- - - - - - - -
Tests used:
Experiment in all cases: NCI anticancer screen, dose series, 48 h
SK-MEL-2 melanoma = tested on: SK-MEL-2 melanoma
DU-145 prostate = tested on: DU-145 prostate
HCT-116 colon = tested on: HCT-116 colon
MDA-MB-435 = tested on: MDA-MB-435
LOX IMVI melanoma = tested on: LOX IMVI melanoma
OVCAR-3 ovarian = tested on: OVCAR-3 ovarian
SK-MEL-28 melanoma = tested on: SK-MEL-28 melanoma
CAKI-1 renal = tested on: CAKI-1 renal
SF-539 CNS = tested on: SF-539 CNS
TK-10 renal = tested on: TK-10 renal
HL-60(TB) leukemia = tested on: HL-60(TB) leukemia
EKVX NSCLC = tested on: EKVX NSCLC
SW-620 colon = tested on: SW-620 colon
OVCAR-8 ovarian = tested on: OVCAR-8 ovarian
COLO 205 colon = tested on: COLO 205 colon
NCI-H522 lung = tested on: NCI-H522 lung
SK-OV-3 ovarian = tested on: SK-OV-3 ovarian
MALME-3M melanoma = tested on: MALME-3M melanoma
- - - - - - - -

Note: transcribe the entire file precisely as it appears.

Tests used:
Experiment in all cases: NCI anticancer screen, dose series, 48 h
SK-MEL-2 melanoma = tested on: SK-MEL-2 melanoma
DU-145 prostate = tested on: DU-145 prostate
HCT-116 colon = tested on: HCT-116 colon
MDA-MB-435 = tested on: MDA-MB-435
LOX IMVI melanoma = tested on: LOX IMVI melanoma
OVCAR-3 ovarian = tested on: OVCAR-3 ovarian
SK-MEL-28 melanoma = tested on: SK-MEL-28 melanoma
CAKI-1 renal = tested on: CAKI-1 renal
SF-539 CNS = tested on: SF-539 CNS
TK-10 renal = tested on: TK-10 renal
HL-60(TB) leukemia = tested on: HL-60(TB) leukemia
EKVX NSCLC = tested on: EKVX NSCLC
SW-620 colon = tested on: SW-620 colon
OVCAR-8 ovarian = tested on: OVCAR-8 ovarian
COLO 205 colon = tested on: COLO 205 colon
NCI-H522 lung = tested on: NCI-H522 lung
SK-OV-3 ovarian = tested on: SK-OV-3 ovarian
MALME-3M melanoma = tested on: MALME-3M melanoma